When it comes to construction, roofing is perhaps one of the most complicated and involved projects of all. Beyond the carpentry aspect, roofing also involves complex math, so it’s easy to feel a little intimidated by learning how to cut roof rafters.
In this guide, we’ll break down everything you’ll need to know to get you ready for the job. By the time you’re finished reading, you should feel much more confident about cutting your rafters yourself.
What You’ll Need
When it comes to how to cut roof rafters, you’ll only need a few tools to get the job done right.
- Circular saw (other saws do the job just find too, if you don’t have a circular saw handy)
- Workbench (or saw horses)
- Roofing calculator
- Framing square
- Stair gauges
- Safety Goggles
- Carpenter’s pencil
Step I: Doing the Math
The most critical step in cutting roof rafters is calculating the measurements for your cuts. It can seem intimidating at first, but with a roofing calculator, you can make quick work of the mathematical portion of the job.
If you don’t have a roofing calculator, this roof rafter calculator will help you accurately take your measurements. It’s also particularly easy to use, and it’s a good secondary tool to have handy, even if you have a roofing calculator.
Once you’ve crunched all your numbers, run them again, and again after that. This will help you ensure complete precision, so your final product is exactly what you were hoping for.
It’s helpful to record your different measurements for overall run, adjusted run, run, diagonal length, rise, and pitch right on the wood for the first rafter. That way, you can glance over at any time to reference your measurements.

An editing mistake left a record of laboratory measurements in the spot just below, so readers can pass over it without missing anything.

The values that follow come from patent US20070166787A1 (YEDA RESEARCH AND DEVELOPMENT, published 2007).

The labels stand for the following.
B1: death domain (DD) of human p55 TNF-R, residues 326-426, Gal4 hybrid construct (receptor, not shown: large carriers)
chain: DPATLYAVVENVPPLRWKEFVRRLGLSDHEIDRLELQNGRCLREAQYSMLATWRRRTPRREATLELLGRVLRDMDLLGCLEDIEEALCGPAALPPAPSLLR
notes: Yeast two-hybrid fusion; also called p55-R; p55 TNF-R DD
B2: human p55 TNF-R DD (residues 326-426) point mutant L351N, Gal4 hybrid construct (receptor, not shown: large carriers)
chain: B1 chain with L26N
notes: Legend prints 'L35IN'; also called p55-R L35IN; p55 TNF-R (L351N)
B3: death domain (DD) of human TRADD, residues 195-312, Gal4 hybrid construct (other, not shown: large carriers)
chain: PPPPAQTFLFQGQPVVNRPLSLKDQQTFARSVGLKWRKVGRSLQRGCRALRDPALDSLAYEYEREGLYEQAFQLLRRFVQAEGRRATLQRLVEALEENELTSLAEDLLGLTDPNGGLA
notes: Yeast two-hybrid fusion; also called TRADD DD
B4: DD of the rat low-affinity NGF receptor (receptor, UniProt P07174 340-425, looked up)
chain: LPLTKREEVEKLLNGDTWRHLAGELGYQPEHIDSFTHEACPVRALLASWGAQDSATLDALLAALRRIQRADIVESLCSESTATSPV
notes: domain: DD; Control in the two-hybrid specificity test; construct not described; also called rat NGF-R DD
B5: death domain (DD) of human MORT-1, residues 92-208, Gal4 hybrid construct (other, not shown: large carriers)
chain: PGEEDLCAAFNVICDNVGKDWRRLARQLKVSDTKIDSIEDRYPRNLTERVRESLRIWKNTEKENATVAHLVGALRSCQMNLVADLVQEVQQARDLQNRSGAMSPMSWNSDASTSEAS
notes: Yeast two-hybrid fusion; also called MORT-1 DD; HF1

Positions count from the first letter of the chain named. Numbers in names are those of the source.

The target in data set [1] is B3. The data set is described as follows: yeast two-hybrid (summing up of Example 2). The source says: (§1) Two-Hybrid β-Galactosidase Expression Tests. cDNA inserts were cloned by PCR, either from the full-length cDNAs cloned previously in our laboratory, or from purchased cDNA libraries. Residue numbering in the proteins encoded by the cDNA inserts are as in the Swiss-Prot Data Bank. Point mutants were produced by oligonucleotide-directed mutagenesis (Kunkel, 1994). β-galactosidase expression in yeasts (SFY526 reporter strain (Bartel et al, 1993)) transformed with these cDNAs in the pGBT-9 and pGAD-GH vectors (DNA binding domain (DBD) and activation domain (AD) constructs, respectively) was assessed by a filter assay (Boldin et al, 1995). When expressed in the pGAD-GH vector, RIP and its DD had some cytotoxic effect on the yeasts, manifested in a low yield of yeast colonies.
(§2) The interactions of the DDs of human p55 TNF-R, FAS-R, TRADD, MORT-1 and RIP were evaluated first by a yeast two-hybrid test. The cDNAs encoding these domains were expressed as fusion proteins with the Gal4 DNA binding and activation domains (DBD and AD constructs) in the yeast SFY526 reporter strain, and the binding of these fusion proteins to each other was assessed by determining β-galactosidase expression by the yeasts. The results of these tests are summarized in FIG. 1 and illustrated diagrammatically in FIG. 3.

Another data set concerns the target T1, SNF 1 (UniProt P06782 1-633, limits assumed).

Step II: Mapping Out Your Cuts
Once you’ve taken your measurements, you can use your stair gauges and framing square to quickly and accurately map out the different cuts for the rafter.
Chances are, you already have a framing square handy, if not, you can pick one up at your favorite hardware store, or online. The same goes for stair gauges.
While stair gauges aren’t entirely necessary for marking in your measurements, they do make the job much easier and they help to safeguard against mistakes.
The pitch of the roof will determine where you place your stair gauges. The gauge for the tongue of the framing square corresponds to the pitch while the gauge on the body corresponds to the run.
For example, if you’re working with an 8/12 pitch, your tongue gauge would be placed at 8” and your body gauge at 12”.
From there, you can map in your measurements for the head of the rafter, the length of the rafter, seat cut, fascia, and sub-fascia using your pencil.
This comprehensive guide from Irwin does a great job of illustrating how to map in these different guidelines using your framing square.
Step III: Cutting Your Template
When it comes to making your cuts, you can use any saw you have handy. I reach for a circular saw for this job, but if it’s easier for you to use a chop saw, miter saw, or a hand saw, by all means, use those instead.
Before you get to cutting, make sure that you’re working comfortably, and that you don’t have to put yourself in any awkward positions to make the cut. Be sure you’re wearing gloves and safety goggles before you reach for your saw.
Now, make your cuts along the lines you mapped out in step II. Once you’re finished, you’ll have your first rafter, and you can use it as a template to cut all of your other rafters.
Step IV: Cutting the Remaining Rafters
Use the template you completed in step III to map out the rest of the rafters you’ll need for the entire roof.
Once you’ve marked all of your rafters, you can complete all of the cuts in each rafter one after the other, which will help you to save time.
When it comes to how to cut roof rafters, the process can feel a bit overwhelming at first. Hopefully, after reading this guide, you see how easy it is to cut rafters once you get the hang of it.
One thing that I can’t stress enough be sure that your measurements are rock solid before you mark or cut anything. The last thing you want to find out is that you cut all your rafters based on bad math, and you need to go back to the drawing board. Remember, measure twice (or three, or four!) times, and cut once.
If you’re interested in learning more about the science of roofing, and the next steps that will go into the roof once it’s framed, this guide is a good starting point.